Judith Wright

Judith  [read more about her here] lived her married life on Mount Tamborine in Qld where she had a daughter. Widowed after 20 years she spent her last 25 years in Braidwood, NSW. Mainly campaigning for reconciliation that lead to her often being referred to as ‘the conscience of the nation’. Her activism was indeed impressive, but the claim is that she was best known for her poetry … I’ll let you be the judge of that.

Her deep love for Australia and her growing distress at the devastation of the environment by white Australians, led her to help form the Wildlife Preservation Society of Queensland in the mid-1960s, a powerful conservation group. She fought to conserve the Great Barrier Reef, when its ecology was threatened by oil drilling and campaigned against sand mining on Fraser Island. Along with her deep awareness of environmental issues, Judith became an ardent supporter of the Aboriginal land rights movement.

The message of her poem “Eve to Her Daughters” is that when man believes that he himself is God, the world will be led astray from faith. Eve warns her daughters not to be “submissive” but rather to help man see that God can still exist in the face of mechanization and scientific advancement.

JW has an uncanny resemblance to another author I know …

Failure of communion

What is the space between,
enclosing us in one
united person, yet
dividing each alone.

Frail bridges cross from eye
to eye, from flesh to flesh,
from word to word: the net
is gapped at every mesh,

and this each human knows:
however close our touch
or intimate our speech,
silences, spaces reach
most deep, and will not close.


Judith Wright

The old prison

The rows of cells are unroofed,
a flute for the wind’s mouth,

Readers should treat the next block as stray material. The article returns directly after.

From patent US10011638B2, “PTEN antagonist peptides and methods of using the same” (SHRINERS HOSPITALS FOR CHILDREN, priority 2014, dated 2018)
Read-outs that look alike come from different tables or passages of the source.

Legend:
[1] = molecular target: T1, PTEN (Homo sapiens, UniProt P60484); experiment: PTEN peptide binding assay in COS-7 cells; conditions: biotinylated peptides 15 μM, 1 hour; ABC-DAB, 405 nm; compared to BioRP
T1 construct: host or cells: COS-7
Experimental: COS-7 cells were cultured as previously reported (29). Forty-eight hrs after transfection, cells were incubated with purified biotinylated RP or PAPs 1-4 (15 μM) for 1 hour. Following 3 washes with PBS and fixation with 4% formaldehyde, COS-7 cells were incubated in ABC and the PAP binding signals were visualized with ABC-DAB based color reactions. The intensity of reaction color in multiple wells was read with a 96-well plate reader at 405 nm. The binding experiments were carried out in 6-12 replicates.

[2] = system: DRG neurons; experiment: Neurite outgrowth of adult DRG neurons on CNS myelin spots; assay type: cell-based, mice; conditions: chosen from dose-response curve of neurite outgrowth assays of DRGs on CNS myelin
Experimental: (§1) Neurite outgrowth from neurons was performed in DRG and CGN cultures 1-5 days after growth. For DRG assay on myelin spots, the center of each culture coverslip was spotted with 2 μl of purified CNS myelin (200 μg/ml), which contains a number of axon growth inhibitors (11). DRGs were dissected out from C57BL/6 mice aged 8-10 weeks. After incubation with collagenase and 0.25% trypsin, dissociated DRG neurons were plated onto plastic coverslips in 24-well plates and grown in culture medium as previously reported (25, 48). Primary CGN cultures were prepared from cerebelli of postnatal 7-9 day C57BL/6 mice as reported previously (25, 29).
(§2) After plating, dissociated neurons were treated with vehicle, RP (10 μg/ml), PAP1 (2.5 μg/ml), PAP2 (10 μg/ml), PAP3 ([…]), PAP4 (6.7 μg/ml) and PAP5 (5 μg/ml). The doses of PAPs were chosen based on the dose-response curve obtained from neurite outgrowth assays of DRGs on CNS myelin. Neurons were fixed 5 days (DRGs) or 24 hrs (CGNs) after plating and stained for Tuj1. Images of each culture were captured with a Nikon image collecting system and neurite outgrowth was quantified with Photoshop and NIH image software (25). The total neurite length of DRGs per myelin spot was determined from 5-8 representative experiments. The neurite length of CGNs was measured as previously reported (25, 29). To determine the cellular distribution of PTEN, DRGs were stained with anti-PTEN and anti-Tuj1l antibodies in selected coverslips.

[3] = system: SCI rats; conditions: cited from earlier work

who comes with a breath of ice
from the blue caves of the south.

O dark and fierce day:
the wind like an angry bee
hunts for the black honey
in the pits of the hollow sea.

Waves of shadow wash
the empty shell bone-bare,
and like a bone it sings
a bitter song of air.

Who built and laboured here?
The wind and the sea say
-Their cold nest is broken
and they are blown away-

They did not breed nor love,
each in his cell alone
cried as the wind now cries
through this flute of stone.


  1. Thank you, SweetKate, for introducing me to Judith Wright! A woman who helped to change the world in such positive ways! I’m honored to read her poems…and a better person for doing so!
    There is such truth, power, emotion, and vivid word-pics in her poems!
    I shall click on the link to learn more about her.
    (((HUGS))) 🙂

    Liked by 2 people

      • I enjoy ANY you share! I’ve always enjoyed reading biographies and memoirs…and researching people, like artists, authors, etc., especially women…for eons that happened through encyclopedias and books…today we have the internet. 🙂
        It’s been a magnificent birthday week and whee-kend and we are STILL celebrating a few more days! 😉 😀

        Liked by 1 person

  2. Beautifully profound with an undertow of emotion ..loved these superb stanzas ..

    “Frail bridges cross from eye
    to eye, from flesh to flesh,
    from word to word: the net
    is gapped at every mesh,”

    “O dark and fierce day:
    the wind like an angry bee
    hunts for the black honey
    in the pits of the hollow sea.”

    Her word imagery has a distinctive touch 😊🌏

    Liked by 1 person

    • I commented to another Aussie that we haven’t learnt about these women, only learnt a little about Dorothea MacKellar and english poets .. our education system needs an overhaul!


  3. What a woman! I saw your post last night before going to bed and saved it to read it properly during the day.

    Such a beautiful soul and what compelling writing. I read more of her poems online this morning. Totally in awe of her writing.

    Isn’t her poetry taught in schools there?

    Liked by 1 person

    • so very glad you enjoyed it Val … some of our original prisons were still in used late last century!

      The one in the outback town where I worked, the usual police station cells, are completely open to the elements eg the roof is bars with no cover! Where 9 months of the year our temperature was around 45 degrees and for a few months were well below minus …


  4. another beautiful share Kate. the second poem is really what i love of the two. like Val, i will have to go check more of her.

    P. S
    with you sharing poets from Australia, i wonder what happened back when i was in the Academe teaching World Literature and Aus is not even in the list, ahhhh time to change the “old school” literary concept maybe.

    Liked by 1 person

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